EDA companies have always been reluctant to publish benchmark results, except with reference to their own previous generations. In fact, most EDA companies’ license agreements prohibit licensees from publishing any competitive benchmark results obtained from their tools. As we’ll discuss later, the difficulty of running a fair and meaningful benchmark is such that few, if any, EDA customers have the resources, ability, and willingness to invest the effort to conduct an accurate evaluation. For EDA companies, the risk of bogus numbers being published is too great, and the likelihood of one corner-case result being taken out of context is too high. They’ve chosen to simply prohibit benchmark publication altogether.
Don’t try this at home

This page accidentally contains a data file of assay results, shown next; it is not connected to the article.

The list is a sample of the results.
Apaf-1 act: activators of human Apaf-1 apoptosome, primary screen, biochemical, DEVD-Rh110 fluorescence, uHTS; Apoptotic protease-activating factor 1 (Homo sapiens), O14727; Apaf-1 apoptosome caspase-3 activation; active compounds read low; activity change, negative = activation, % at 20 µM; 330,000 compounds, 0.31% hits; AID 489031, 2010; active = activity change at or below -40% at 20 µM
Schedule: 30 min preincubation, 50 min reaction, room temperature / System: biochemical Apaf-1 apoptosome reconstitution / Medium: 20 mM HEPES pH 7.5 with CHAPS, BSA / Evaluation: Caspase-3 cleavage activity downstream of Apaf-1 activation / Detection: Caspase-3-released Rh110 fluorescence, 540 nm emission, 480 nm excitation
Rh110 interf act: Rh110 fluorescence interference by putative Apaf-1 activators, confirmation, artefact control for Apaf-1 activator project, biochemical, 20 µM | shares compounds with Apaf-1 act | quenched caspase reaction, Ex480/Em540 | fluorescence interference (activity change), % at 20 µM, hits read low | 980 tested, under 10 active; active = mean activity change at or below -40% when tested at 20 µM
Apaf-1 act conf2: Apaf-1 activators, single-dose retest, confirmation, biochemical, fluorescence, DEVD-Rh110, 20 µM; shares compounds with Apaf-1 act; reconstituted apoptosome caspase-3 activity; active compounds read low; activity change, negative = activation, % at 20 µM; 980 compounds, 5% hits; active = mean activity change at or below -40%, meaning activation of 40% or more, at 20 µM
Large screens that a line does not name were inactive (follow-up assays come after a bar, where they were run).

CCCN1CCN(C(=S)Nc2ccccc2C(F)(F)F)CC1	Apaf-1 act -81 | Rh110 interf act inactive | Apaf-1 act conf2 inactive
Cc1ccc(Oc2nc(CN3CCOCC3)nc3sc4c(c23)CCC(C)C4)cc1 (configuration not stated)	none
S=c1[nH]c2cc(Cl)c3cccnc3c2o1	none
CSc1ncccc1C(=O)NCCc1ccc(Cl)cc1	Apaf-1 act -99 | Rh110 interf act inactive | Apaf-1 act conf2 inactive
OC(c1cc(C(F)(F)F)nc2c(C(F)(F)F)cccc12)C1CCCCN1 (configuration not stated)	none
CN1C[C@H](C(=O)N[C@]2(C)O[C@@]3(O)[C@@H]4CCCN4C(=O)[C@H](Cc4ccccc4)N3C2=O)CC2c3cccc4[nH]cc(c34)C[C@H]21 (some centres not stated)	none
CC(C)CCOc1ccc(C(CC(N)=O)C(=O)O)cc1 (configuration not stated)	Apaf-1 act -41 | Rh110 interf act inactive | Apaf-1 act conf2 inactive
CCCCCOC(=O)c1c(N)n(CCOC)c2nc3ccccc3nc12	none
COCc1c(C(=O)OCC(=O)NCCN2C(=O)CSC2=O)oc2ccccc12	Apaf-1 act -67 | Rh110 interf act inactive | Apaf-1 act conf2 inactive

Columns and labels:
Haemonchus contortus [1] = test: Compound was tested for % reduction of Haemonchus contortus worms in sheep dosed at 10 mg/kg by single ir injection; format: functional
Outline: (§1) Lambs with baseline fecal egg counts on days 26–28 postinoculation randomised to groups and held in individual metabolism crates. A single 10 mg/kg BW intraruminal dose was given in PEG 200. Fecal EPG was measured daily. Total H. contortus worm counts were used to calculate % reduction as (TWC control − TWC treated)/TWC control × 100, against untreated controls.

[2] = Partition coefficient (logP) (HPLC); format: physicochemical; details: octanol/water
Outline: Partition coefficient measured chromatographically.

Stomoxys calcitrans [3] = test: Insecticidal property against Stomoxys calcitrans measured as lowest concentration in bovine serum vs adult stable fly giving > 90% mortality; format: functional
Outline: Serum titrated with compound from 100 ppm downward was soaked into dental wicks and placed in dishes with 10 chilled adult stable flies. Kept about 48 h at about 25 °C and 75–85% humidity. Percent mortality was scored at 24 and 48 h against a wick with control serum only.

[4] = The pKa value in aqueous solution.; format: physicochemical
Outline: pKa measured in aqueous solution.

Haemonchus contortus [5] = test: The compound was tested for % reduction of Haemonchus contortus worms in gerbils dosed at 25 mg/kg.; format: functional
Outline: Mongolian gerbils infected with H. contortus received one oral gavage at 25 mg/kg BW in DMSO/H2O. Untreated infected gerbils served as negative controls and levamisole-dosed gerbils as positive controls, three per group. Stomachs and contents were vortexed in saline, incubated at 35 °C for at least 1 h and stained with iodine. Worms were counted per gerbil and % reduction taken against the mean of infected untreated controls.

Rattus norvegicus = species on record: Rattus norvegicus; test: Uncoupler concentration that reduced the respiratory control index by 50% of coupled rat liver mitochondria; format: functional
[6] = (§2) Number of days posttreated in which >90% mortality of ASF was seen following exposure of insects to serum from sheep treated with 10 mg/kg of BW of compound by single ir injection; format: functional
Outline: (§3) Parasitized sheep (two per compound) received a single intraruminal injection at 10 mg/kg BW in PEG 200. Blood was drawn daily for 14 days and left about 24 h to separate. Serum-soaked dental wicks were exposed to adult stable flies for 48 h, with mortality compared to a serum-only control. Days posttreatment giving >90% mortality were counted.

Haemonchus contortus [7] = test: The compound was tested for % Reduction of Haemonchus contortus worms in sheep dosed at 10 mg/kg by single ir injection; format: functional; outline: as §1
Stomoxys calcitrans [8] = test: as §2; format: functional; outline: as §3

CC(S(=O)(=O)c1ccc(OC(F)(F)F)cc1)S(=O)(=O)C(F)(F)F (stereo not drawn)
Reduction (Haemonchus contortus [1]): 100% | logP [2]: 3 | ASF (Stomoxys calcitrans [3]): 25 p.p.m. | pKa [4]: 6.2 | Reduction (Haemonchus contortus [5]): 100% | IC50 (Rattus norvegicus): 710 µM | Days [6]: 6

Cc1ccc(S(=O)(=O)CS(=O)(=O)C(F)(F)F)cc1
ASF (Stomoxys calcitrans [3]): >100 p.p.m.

In researching this article, we talked to almost every major EDA and programmable logic vendor about their current benchmarking processes and purposes. We discovered that, without exception, the companies we talked to maintain a significant ongoing investment in benchmarking and take the process very seriously. The cost is sobering. Most have large investments in networked server farms with tens to hundreds of dedicated, high-performance processors running almost non-stop cranking out benchmark results. Most reported that a “complete” run of their benchmark suites takes on the order of days to weeks of 24-hour-per-day crunching on a passel of Pentiums, repeatedly running hundreds of reference designs through synthesis, place-and-route, timing analysis, and logic verification.